Wednesday, July 20, 2016
Kayaköy is a deserted village in south west Turkey. Terry's niece, Alison Brown joined us for this leg of the trip. She worked for the US embassy in Turkey, and this village was on her bucket list of places she wanted to see. In ancient times it was the city of Lycia, Later, Anatolian Greeks lived here until approximately 1922. The ghost town, now preserved as a museum village, consists of hundreds of rundown but still mostly standing Greek-style houses and churches which cover a small mountainside and serve as a stopping place for tourists.
At the end of the Greco-Turkish War (1919-1922) Greek inhabitants, mostly elderly women and children, were forced to leave through a march of fifteen days. During that death march, the roads were strewn with bodies of dead children and the elderly who succumbed to hunger and fatigue. The exiles of the next year were no less harsh. In September 1922, the few remaining Greeks abandoned their homes and embarked on ships to Greece. Many of the abandoned buildings were damaged in the 1957 Fethiye earthquake.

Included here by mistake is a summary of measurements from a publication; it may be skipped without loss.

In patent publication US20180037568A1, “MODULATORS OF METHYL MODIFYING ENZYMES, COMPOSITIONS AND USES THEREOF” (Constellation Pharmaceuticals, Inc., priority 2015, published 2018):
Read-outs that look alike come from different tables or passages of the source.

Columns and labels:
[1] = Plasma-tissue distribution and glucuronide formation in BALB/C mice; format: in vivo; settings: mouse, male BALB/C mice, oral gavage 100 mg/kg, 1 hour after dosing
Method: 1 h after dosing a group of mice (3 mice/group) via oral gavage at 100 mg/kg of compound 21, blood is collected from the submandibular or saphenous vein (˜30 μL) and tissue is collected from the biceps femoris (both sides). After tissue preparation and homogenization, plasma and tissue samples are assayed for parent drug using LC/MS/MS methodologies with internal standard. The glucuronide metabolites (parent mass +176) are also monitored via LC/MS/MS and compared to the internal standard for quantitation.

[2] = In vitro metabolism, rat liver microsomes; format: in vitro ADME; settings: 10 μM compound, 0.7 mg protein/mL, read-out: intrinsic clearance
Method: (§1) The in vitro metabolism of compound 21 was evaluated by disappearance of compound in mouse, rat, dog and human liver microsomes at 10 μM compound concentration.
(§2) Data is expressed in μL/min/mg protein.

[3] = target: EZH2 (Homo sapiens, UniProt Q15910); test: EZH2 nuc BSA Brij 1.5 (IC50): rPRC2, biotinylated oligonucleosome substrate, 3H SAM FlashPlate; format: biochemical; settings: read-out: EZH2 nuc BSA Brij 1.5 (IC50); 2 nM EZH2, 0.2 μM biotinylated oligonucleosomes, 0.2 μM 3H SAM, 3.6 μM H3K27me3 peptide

Many of the exposed interior walls Still have warn coats of paint that serves as a reminder that this village was occupied not long ago. I imagined residents going about their lives in the narrow Stone alley ways. As Terry and Allison hiked ahead, I stopped to sketch on a bluff overlooking the ruins. I thought that this was a view that a painter like Cezanne would have appreciated. In September of 2014, the Turkish government announced plans to develop the village. It plans to offer a 49-year lease that will "partially open 's the archaeological site to construction" and anticipated "construction of a hotel, as well as tourist facilities that will encompass one-third of the village.